The Oneonta Theatre, buffeted by losses, will close its doors at the end of December, its owner confirmed Tuesday. But he’s not necessarily locking them.
“I’ve weathered this for a long time by myself,” said Tom Cormier. “I’m just at the point now that … I can’t stand here by myself and weather this anymore.”
He said that while he has put the building on the selling block, he’s not ruling out a partnership with a nonprofit organization committed to operating the theater.
The theater’s future “depends on whether I can muster the support for what I see really needs to happen for this place to stay alive,” he said.
“You have two choices: somebody with a lot more money than me walking in and buying the place and doing whatever they’re going to do with it.
“Or, what I would like to see, is a community, not-for-profit group come in and partner up with me and make this a lasting gem of this community, something that has the ability to educate, to nurture the arts, create entertainment, be an economic driving force and, in the process, not bleed me dry.”
Cormier will meet next week with the board of the nonprofit Friends of the Oneonta Theater, its president, Patrice Macaluso, said.
“I’m not sure where it will go from there, but we’re going to meet next week,” she said Tuesday night.
“I think it is safe to say the members of the board are very positive, they’re very pro-Tom Cormier,” she said. “He’s done a great job on the building. He’s done a good job of kind of pulling things together.”
Cormier bought the 115-year-old theater for $225,000 in June 2009. Initially, he worked with Friends to upgrade the building, which he described Tuesday as being in “disgusting” condition at the time.
“But after watching them for awhile, I realized they were really struggling, and it would take forever before the building was ready to put on shows and be an operational venue,” he said. “I didn’t know if they’d even survive that long. So … I stepped in and got the thing up and operational. But my goal in life is not to run a theater.”
Macaluso, who is chairwoman of the theater department at the State University College at Oneonta, agreed that Cormier was able to get the theater up and running faster than Friends would have been able to do.
But while the group was pushed to the wings, it remained an interested observer, she said.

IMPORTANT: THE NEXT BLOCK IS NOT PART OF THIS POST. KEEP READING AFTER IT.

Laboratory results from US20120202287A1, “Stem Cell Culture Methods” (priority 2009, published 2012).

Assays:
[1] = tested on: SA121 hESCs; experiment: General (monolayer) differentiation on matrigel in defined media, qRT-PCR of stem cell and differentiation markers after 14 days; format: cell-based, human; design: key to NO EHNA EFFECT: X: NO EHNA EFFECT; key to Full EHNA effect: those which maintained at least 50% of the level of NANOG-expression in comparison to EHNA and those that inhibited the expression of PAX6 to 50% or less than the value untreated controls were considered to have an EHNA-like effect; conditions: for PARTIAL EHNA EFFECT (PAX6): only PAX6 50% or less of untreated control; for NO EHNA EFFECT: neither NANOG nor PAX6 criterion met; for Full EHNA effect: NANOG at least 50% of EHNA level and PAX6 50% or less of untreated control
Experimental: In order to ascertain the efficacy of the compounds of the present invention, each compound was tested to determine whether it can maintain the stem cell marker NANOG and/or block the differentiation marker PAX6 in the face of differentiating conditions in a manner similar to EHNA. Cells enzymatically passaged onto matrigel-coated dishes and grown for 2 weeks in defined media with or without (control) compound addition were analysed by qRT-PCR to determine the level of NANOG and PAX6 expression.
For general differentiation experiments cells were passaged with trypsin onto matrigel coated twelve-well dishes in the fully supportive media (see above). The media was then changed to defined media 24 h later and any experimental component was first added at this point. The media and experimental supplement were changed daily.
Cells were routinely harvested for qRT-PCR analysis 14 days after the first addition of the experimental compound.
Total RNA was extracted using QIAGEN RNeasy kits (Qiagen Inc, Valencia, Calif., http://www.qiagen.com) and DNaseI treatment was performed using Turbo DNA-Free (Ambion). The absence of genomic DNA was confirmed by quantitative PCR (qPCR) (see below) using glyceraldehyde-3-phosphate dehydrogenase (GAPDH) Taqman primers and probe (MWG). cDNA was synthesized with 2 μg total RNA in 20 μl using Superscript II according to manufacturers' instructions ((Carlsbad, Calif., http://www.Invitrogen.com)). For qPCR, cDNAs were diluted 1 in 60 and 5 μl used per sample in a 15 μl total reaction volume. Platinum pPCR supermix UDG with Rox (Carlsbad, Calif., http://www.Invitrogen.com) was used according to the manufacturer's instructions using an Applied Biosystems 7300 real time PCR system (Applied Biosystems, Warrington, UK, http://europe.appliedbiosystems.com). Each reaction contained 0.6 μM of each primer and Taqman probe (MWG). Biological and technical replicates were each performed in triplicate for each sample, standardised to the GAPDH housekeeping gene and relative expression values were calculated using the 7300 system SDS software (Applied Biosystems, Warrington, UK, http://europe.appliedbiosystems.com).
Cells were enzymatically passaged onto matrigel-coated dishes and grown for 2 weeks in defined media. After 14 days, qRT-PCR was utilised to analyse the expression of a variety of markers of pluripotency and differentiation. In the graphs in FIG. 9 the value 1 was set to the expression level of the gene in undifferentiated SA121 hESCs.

“We did not disband it, because there was always the likelihood that at some point there would have to be a not-for-profit presence in the operation of the theater,” Macaluso said.
She said very few U.S. theaters operate without a nonprofit component, citing Cirque du Soleil in Las Vegas as an exception, but only because it operates free of taxes and has a full house for every performance. Even Broadway theaters have nonprofit components, such as the TKTS ticket outlet, she said.
“I’ve been in theater for 40-something years now,” she said. “I don’t know anyone who runs off pure, straight off the box office.”
She praised Cormier for getting as far as he has.
“He bought a shell of a building,” she said. “He bought quite a wreck. And he has made it clean and dry and all of the parts of it working.”
The building also has six apartments and three storefronts.
“If I shut the theater down, paying my bills is easier,” Cormier said. “Operating the theater is what loses money.”
And low attendance was a major problem with the operation, he said.
“Otsego is one of the slowest recovering places in the country,” he said. “A number people I’ve talked to have said, ‘You’ve got this show coming up this weekend. I would love to go, but I don’t have the $25 for a ticket.’”
“It’s a real challenge to find the right acts at the right price that people can afford to come and enjoy it.”
Cormier said he had “several” full-time employees and 20 to 25 part-timers who will be out of work after the final show, First Night Oneonta on New Year’s Eve.
The theater was built in 1897 and is on the state and national registers of historic places.
“It is older than 95 percent of the theaters in North America,” Macaluso said. “It is really historic.”
It hosted vaudeville shows in its early years and was a first-run movie theater before Cormier took over.